“Broccoli is My Personal Jihad”

A Land Called Paradise, Directed by Lena Khan:

Lena Khan won the One Nation Film Contest earlier this year with the video above, “A Land Called Paradise.” According to an article by Special Correspondent for American.gov Serena Kim, Khan has received a lot of attention since releasing the video. Kim writes:

Since the video’s launch, Khan has received hundreds of e-mails from people who say the video has made them cry, inspired them to open a discussion about Islam with their families or broken down walls built by stereotypes.

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MyUmmah (Guest Entry)

Naeem Mayet joins Inside Islam today as a guest blogger to post about the site MyUmmah, an aggregation of interesting articles and works on Islam from Muslim authors. Naeem is a blogger, graphic designer, photographer, and web strategist. I met him on Twitter, where he recommended some interesting web sites from South Africa. Those links are included below at the end of his post.
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Questions from Today’s Radio Program on Women and Sharia

In today’s radio program “Women and Sharia” host Jean Feraca brought up a couple engaging questions that we’d like to follow-up on here on the blog. Jean introduced the show by saying:

Every year in Muslim countries throughout the world women are reported gang raped, imprisoned, mutilated, stoned to death and otherwise killed in the name of Shari’a, Islamic law. Is this really Shari’a? How can custom be separated from law? Who speaks for Muslim women?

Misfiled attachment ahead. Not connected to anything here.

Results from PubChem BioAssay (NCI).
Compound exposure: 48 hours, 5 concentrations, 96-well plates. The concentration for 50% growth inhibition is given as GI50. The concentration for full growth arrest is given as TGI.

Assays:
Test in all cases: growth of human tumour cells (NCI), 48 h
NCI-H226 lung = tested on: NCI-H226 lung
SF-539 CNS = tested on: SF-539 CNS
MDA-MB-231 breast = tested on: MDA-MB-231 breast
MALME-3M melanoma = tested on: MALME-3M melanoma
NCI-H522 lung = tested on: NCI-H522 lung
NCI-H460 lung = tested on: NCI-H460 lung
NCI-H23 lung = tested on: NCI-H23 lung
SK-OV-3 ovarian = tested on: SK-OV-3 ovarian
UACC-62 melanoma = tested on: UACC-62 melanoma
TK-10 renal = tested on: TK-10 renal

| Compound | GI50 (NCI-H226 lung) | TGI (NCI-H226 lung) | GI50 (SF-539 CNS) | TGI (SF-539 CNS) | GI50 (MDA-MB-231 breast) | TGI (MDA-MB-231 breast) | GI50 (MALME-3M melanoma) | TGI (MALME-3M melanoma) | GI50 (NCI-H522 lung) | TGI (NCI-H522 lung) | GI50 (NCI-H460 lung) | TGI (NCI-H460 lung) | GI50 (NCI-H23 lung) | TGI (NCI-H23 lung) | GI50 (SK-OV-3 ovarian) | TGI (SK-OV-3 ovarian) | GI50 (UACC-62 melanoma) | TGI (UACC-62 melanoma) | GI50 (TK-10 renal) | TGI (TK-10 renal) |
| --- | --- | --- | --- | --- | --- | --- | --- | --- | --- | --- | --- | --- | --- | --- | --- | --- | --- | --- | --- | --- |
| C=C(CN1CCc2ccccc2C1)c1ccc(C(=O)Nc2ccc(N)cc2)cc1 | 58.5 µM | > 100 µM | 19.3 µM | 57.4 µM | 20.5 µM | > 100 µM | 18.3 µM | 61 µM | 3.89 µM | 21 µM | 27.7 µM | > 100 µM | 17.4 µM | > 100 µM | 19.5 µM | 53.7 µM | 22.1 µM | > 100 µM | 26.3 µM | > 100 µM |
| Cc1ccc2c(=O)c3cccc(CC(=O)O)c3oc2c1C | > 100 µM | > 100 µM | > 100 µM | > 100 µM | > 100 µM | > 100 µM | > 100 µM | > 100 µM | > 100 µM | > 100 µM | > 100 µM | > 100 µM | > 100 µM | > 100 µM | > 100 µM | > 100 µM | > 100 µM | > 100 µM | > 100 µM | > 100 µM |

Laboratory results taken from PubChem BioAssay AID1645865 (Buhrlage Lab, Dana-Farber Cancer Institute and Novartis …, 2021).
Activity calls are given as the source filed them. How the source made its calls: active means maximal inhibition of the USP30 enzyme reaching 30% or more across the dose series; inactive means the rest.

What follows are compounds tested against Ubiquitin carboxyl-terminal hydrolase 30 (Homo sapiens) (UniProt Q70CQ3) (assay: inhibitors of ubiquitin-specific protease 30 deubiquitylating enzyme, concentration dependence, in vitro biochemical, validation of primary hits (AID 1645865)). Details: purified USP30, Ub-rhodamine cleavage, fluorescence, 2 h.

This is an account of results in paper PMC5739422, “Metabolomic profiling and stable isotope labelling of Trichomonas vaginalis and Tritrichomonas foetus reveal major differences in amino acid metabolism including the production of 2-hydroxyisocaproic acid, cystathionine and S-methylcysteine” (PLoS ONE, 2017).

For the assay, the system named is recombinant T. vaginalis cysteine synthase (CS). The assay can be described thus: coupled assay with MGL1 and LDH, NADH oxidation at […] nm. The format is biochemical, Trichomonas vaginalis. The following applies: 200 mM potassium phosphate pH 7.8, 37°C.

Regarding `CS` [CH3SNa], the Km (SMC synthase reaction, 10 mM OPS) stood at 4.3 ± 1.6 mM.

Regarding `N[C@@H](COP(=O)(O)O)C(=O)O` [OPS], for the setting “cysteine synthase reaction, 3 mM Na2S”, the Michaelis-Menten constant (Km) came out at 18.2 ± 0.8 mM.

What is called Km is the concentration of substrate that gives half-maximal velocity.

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“Women and Sharia” Radio Show Airs Live Today

In my conversation yesterday with Norhayati Kaprawi, the program manager of Sisters in Islam, a Malaysian women’s rights advocacy group, I got a feeling of déjà vu. So much of what she told me about the group’s efforts to educate and empower women about their rights reminded me of what American women went through in the sixties when we begat a social revolution just by talking with one another around our kitchen tables.

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Queen Rania of Jordan: “We shouldn’t judge people through the prism of our own stereotypes.”

Human rights activist and advocate for early childhood education, Queen Rania Al Abdullah of Jordan joined Fareed Zakaria for an interview aired on CNN in October. You can watch the interview on YouTube or scroll down to see part one and two later in this post. The queen brings up a lot of interesting issues about Islam in the Arab world, but one of her most pointed arguments concerns the cultural aspects of extremism and conservatism that are often represented as part of the religion itself.

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